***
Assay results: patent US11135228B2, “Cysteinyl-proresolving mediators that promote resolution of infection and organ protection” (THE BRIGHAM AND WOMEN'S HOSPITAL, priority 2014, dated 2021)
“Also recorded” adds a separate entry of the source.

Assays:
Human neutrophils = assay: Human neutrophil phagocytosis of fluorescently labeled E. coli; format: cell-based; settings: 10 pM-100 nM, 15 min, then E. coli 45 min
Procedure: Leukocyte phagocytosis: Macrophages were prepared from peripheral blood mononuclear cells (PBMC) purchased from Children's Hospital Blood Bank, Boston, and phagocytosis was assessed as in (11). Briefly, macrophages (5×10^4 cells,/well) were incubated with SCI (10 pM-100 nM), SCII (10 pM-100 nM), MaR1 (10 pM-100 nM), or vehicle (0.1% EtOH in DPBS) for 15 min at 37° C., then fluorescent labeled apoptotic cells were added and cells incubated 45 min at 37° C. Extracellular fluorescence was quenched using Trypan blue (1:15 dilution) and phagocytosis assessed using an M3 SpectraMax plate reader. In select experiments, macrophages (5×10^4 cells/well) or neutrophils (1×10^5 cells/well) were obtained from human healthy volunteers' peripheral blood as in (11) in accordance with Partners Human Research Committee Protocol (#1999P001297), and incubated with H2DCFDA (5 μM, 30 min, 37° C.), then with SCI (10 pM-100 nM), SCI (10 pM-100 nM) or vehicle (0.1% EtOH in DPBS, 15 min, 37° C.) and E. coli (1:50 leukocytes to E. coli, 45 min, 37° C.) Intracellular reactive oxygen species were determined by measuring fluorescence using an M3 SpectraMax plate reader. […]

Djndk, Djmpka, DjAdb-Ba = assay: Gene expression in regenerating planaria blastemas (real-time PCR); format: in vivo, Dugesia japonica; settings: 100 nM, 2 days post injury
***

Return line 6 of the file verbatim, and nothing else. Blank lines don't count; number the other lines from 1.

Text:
Djndk, Djmpka, DjAdb-Ba = assay: Gene expression in regenerating planaria blastemas (real-time PCR); format: in vivo, Dugesia japonica; settings: 100 nM, 2 days post injury